Carolina Beach adds floating wheelchair to its visitors’ fleet is your source for free news and information in the Wilmington area.

WaterWheels beach wheelchair. Courtesy photo.
WaterWheels beach wheelchair. (Courtesy photo)

CAROLINA BEACH — Carolina Beach wants to make sure everyone can enjoy its beach, so this year the town has expanded its existing beach wheelchair fleet to include something new to the town: a wheelchair that can float in the water.

“We wanted to make sure we have a variety of wheelchairs available to our visitors,” said the town’s Parks and Recreation Director Eric Jelinski. “As soon as we saw it at a demonstration, I and everyone else immediately realized that this would be a good addition to our fleet.”

Unlike the other chairs the town currently offers, which are made of PVC pipes and are as high up as lawn chairs, the WaterWheel is made from stainless steel and sits low to the ground, much like a traditional beach chair. It is equipped with flotation devices on either side and can recline back.

“It’s sturdier than the other ones we have and actually pretty comfortable,” Jelinski said. “This allows someone who is in a wheelchair but a little more active to get into the water on a day when it’s calm.”

According to Jelinski, these are also the same chairs that are used by Life Rolls On, an organization that puts together adaptive surfing and skateboarding events for wheelchair athletes across the country, including in Carolina Beach (their event is set for June 12 this year).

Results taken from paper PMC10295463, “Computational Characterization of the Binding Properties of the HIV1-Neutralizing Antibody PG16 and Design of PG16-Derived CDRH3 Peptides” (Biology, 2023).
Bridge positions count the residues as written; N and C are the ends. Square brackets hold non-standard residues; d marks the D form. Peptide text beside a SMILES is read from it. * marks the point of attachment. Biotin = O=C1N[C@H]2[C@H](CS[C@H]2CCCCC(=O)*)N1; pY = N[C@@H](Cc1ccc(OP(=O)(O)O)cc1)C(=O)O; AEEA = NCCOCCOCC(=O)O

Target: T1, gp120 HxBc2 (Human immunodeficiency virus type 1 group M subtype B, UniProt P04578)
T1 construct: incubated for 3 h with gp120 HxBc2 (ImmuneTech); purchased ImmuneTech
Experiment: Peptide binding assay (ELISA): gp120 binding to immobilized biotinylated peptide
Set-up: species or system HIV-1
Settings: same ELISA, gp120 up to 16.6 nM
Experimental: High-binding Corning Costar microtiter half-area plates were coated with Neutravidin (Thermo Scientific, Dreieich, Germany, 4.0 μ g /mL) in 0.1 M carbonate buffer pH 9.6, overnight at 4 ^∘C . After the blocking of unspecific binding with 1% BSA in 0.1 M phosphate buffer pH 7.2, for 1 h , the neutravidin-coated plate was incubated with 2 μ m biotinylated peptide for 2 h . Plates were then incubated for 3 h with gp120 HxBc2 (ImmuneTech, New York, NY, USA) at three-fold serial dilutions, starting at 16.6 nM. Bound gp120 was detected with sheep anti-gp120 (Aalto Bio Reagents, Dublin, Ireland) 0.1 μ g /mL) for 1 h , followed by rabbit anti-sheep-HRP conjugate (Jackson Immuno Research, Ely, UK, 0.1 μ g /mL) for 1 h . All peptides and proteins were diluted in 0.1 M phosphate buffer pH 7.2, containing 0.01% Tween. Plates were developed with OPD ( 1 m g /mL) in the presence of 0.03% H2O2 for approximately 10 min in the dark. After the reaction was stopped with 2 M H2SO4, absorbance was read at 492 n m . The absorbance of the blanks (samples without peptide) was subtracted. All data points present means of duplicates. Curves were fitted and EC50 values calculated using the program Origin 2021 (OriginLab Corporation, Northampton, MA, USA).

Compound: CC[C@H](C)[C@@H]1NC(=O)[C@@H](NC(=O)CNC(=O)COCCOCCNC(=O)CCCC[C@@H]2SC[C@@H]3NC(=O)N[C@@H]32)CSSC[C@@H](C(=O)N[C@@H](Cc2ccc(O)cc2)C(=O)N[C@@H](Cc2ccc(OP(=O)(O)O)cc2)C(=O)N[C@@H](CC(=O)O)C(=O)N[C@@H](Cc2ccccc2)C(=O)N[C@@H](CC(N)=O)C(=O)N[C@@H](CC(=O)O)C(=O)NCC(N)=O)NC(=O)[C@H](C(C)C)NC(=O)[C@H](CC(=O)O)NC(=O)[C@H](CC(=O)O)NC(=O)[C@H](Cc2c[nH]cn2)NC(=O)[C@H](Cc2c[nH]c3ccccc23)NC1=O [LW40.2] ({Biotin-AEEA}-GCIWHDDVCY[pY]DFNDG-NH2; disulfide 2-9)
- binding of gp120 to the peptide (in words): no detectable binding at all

“This is the ideal chair to transport someone from a wheelchair to a surfboard,” Jelinski said. “I believe locally we are the only beach town that has them (for public use), although they are popular in other areas, and some people bring their own.”

The WaterWheel is housed at the town’s Park and Recreations Center behind Town Hall on Lake Park Boulevard along with one of the town’s other regular beach wheelchairs. It will be available to visitors by reservation only from Memorial Day to Labor Day for a maximum of four days.

“It’s already picking up steam,” said Jelinski, adding they have not done a lot of media advertising yet to let people know it’s available. “People are already starting to reserve it.”

The town’s five other regular beach wheelchairs will be stored under different lifeguard stands during the tourist season and will be available on a first come, first served basis through a Carolina Beach lifeguard. This is a change from previous years, when people had to pick up the wheelchair from the rec center and bring it to the beach themselves.

“We had an issue with transporting the large wheelchairs made of PVC,” Jelinski said. “They can’t fold down, so you really need a big van or pick-up truck to take them.”

The majority of the beach wheelchairs the town currently has were donated by local non-profit Island Women, but the WaterWheel, which typically costs around $1,800, was paid for using funds from the Parks and Recreation Department’s operating budget. Jelinski said he is already looking into getting more for future seasons.

All the beach wheelchairs are available free to the public. Find more information about Carolina Beach’s beach wheelchairs on the town’s website. To reserve the WaterWheel, call Carolina Beach Parks and Recreation at (910) 458-2977.